Corrupting the Ideal: Hermeneutic Approach to Oscar Wilde’s The Picture of Dorian Gray

In Georges Poulet’s work Phenomenology of Reading, a hermeneutic structure emerges encircling the author, the reader, and the text, and through this tripartite relationship, objectivity is transformed into subjectivity – a subjectivity that continually influences and is in turn influenced. Murray Rothbard, in his article The Hermeneutical Invasion of Philosophy and Economics, commented on the hermeneutic process so inherent in Poulet’s work:

The essential message of deconstructionism and hermeneutics can be variously summed up as nihilism, relativism, and solipsism. That is, either there is no objective truth or, if there is, we can never discover it. With each person being bound to his own subjective views, feelings, history, and so on, there is no method of discovering objective truth.[1]

Rothbard’s words are reminiscent of several theorists, not just Poulet. Murray’s mention of relativity, for instance, conjures up the argument made by Walter Pater in his work The Renaissance. In addition, Murray’s concluding sentence parallel’s Neumann’s claim that the “archetype an sich is an irrepresentable factor”[2] as well as Louis Althusser’s absent cause, Sigmund Freud’s conditions of representability, and Jacques Lacan’s the Real. Though many of these critics argue within different theoretical frameworks, they all hermeneutically come to the same conclusion – objective truth cannot exist because it is continually interrupted and altered by subjectivity. Abstract ideas like beauty then possess no universal definition. So when individuals purport their subjective opinion of beauty as a universal truth, they in actuality corrupt and destroy beauty, which, when looked through a hermeneutical lens, is clearly seen in Oscar Wilde’s The Picture of Dorian Gray with Basil Hallward and Dorian Gray.

To start, Dorian’s own consciousness is not yet fully formed; he is a preconscious entity, whose only identity marker is beauty, and with his beauty he is deemed righteous because morality and beauty are inextricably linked within his society. Since Dorian encompasses all that society admires, he is, in essence, the primordial archetype, and as the primordial manifestation of society’s aesthetic ideology, Dorian elicits dynamic responses from society – both negative and positive – evident by his influence over Basil Hallward. Like those who worship Jesus as the primordial archetype of Christianity, Basil “worships”[3] Dorian’s primordial aestheticism that moves him to paint Dorian’s portrait – the ultimate act of worship for an artist. However, though Dorian positively influences Basil to create “the best work of [his] life,”[4] he also contrastingly evokes erotic thoughts from Basil’s unconscious deemed inappropriate by society. So when Basil paints Dorian’s portrait, he adopts Freudian dream work so as to censor his latent homosexual desires that are a perversion of the innocent beauty that society upholds, which results in the manifest content of the portrait – the primordial image that is “described as the instinct’s perception of itself, or as the self-portrait of the instinct.”[5] Additionally, the archetype of beauty an sich that exists in Dorian’s preconscious, thus untainted by external influences, “direct[s] the unconscious behavior of [Basil’s] personality through the pattern of behavior set up by the instincts; it also operates as a pattern of vision in the consciousness, ordering the psychic material into symbolic images.”[6] Therefore, it is Dorian, as the primordial archetype, that sets in motion the hermeneutical process, which forms and transforms subjectivity, starting with Basil.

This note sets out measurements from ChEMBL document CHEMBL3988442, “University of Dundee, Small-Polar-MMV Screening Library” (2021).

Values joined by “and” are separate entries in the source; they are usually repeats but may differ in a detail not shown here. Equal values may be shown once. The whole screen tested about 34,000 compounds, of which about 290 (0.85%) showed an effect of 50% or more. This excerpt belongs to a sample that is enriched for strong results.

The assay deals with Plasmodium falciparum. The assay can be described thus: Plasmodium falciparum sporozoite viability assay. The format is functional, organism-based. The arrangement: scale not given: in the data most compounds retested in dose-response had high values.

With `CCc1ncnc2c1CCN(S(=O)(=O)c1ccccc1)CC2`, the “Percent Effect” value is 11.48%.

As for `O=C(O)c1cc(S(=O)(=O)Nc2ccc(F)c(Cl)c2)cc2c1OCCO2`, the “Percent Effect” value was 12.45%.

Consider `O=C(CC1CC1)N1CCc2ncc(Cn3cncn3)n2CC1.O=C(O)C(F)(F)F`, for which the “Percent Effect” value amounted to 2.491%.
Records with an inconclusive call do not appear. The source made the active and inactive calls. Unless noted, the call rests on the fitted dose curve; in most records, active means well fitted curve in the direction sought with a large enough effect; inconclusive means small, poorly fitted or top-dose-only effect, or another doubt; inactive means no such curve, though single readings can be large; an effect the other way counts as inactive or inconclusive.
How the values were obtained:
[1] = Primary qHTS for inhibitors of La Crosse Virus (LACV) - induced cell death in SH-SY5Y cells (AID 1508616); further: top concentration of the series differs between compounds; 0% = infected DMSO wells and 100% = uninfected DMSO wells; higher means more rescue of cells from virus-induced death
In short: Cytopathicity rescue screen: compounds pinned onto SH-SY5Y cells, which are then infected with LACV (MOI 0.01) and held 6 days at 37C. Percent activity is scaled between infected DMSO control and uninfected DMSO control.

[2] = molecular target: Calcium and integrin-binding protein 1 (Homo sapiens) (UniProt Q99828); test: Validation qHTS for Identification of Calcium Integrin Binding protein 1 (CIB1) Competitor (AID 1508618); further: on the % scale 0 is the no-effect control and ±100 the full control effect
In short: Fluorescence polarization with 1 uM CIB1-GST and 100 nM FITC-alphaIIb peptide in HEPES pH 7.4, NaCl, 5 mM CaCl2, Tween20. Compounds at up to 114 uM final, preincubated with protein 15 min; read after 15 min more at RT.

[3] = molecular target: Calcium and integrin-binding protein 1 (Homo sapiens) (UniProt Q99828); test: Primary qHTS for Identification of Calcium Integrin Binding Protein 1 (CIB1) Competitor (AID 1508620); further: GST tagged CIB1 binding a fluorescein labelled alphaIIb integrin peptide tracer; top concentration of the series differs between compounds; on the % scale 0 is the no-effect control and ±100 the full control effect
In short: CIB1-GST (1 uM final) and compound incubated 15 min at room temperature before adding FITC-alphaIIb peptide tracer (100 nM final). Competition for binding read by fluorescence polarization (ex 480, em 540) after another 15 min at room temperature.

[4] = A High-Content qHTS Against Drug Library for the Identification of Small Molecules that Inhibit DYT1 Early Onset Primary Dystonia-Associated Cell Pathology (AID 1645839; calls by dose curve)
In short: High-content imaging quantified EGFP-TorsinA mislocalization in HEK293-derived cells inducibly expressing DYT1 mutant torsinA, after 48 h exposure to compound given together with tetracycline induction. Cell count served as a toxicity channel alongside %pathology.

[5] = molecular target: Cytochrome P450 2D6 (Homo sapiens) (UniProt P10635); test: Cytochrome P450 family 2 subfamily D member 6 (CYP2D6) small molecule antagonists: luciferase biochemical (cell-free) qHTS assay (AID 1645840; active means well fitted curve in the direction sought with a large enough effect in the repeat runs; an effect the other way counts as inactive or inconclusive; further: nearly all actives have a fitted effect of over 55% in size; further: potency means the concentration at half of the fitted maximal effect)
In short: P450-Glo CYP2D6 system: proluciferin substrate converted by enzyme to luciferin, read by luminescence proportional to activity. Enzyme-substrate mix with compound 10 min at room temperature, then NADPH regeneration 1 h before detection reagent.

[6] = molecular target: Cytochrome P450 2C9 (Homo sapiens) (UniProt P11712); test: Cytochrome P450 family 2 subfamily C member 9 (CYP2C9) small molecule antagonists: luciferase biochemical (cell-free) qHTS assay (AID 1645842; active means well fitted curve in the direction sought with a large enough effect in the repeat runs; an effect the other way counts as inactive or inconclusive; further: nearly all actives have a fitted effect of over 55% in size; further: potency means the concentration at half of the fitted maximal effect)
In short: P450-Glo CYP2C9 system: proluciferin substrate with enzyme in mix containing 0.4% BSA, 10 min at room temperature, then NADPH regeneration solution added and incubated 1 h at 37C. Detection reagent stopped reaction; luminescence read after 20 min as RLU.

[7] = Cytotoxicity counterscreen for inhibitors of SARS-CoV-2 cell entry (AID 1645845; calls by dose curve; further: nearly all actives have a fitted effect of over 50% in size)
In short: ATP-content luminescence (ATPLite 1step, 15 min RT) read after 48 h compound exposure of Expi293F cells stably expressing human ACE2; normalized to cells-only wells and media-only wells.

Before falling prey to Dorian’s physical perfection, Basil is an exceedingly moral character and a highly respected artist within society as he managed to maintain the “true function of the artist” by painting Dorian within an “imaginative reality”[7] as Paris and Adonis, but he can no longer repress his desires for Dorian as they finally emerge within his final, fatal portrait. So once Dorian unlocks Basil’s unconscious, Basil becomes the next influential cog in the hermeneutical machine that corrupts the ideal by creating art with “excessive self-consciousness [and] selfish desires,”[8] which drastically affects Dorian’s fragile psyche. As aforementioned, the text is the “manifest visibility of the archetype, corresponding to its latent invisibility,”[9] and as the manifest content of homosexual latency, the portrait seduces Dorian with its imperfect perfection and induces an interpretation. Dorian, living at once a preconscious existence, begins to develop his own subjectivity because the portrait “impel[s] [Dorian’s] psyche to assimilate the unconscious content or contents contained in the symbol.”[10] Then once Dorian internalizes all that the portrait contains, he “culminates in the formation of views, orientations, and concepts by consciousness.”[11] In other words, Dorian now possesses a fully formed consciousness, which distances him from his once primordial status. Yet despite the distance, he still adopts the primordial image, which is the collective unconscious of all those in the novel who uphold Dorian’s beauty as the mirror reflection of his internal and external perfection. By assimilating this idealized view of himself as well as the socially repugnant homoerotic latency painted into the portrait, Dorian’s manipulative and narcissistic personality emerges as he consciously uses his beauty to destroy people’s reputations.